John Ronald Reuel Tolkien, CBE was an English writer, poet, philologist, and university professor, best known as the author of the classic high fantasy works The Hobbit, The Lord of the Rings, and The Silmarillion.
He served as the Rawlinson and Bosworth Professor of Anglo-Saxon at Pembroke College, Oxford, from 1925 to 1945 and Merton Professor of English Language and Literature at Merton College, Oxford from 1945 to 1959. He was at one time a close friend of C. S. Lewis—they were both members of the informal literary discussion group known as the Inklings. Tolkien was appointed a Commander of the Order of the British Empire by Queen Elizabeth II on 28 March 1972.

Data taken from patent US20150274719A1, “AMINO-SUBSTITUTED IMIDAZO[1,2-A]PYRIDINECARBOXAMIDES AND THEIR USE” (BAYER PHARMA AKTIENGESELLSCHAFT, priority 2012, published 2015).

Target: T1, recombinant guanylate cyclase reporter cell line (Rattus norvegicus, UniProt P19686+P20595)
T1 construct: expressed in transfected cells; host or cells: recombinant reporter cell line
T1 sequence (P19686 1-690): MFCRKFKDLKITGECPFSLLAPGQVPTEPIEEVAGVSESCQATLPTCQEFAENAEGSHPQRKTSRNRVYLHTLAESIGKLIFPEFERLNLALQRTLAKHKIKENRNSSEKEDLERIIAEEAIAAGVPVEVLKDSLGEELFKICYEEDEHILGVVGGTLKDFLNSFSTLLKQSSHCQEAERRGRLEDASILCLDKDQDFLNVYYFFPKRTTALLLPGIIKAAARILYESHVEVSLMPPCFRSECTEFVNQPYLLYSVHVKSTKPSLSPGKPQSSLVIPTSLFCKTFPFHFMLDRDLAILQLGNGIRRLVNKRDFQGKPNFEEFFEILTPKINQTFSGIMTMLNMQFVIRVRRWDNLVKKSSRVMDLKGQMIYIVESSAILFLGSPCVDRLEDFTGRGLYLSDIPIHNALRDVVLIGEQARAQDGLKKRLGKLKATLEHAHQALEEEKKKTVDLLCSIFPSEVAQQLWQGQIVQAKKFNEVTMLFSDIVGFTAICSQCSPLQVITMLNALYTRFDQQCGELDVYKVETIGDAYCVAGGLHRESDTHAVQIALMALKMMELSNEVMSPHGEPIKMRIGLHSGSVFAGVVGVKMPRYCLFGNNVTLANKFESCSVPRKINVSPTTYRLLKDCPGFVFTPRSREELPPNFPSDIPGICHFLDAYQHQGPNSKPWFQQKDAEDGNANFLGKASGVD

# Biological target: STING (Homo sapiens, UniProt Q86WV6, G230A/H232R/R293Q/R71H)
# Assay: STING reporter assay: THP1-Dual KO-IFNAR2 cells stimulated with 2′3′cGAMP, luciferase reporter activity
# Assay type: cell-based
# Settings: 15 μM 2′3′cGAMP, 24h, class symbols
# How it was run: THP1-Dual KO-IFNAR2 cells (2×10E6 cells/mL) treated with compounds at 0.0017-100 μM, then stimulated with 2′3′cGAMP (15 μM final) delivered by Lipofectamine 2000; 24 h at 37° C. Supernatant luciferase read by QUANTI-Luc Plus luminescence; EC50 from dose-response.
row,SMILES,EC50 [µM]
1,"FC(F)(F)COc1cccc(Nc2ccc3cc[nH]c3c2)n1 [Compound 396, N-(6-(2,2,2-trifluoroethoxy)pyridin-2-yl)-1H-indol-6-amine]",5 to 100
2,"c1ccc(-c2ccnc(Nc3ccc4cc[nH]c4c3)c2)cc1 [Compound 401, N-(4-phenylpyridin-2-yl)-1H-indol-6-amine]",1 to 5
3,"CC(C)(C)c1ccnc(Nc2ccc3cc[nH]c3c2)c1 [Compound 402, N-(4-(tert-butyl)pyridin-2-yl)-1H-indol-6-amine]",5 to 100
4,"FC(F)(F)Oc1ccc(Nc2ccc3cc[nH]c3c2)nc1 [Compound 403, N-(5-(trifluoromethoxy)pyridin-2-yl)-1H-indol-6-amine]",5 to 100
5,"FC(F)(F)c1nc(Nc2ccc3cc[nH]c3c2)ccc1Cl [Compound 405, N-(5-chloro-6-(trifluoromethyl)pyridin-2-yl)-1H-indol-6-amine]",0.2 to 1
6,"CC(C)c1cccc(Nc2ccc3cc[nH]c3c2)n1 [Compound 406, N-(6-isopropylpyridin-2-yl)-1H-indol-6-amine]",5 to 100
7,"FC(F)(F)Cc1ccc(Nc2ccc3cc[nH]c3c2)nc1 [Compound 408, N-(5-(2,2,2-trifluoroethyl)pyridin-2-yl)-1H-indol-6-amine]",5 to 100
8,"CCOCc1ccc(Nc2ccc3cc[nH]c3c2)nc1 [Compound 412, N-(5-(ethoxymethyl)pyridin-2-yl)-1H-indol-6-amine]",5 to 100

After his death, Tolkien's son Christopher published a series of works based on his father's extensive notes and unpublished manuscripts, including The Silmarillion. These, together with The Hobbit and The Lord of the Rings form a connected body of tales, poems, fictional histories, invented languages, and literary essays about a fantasy world called Arda, and Middle-earth within it. Between 1951 and 1955, Tolkien applied the term legendarium to the larger part of these writings.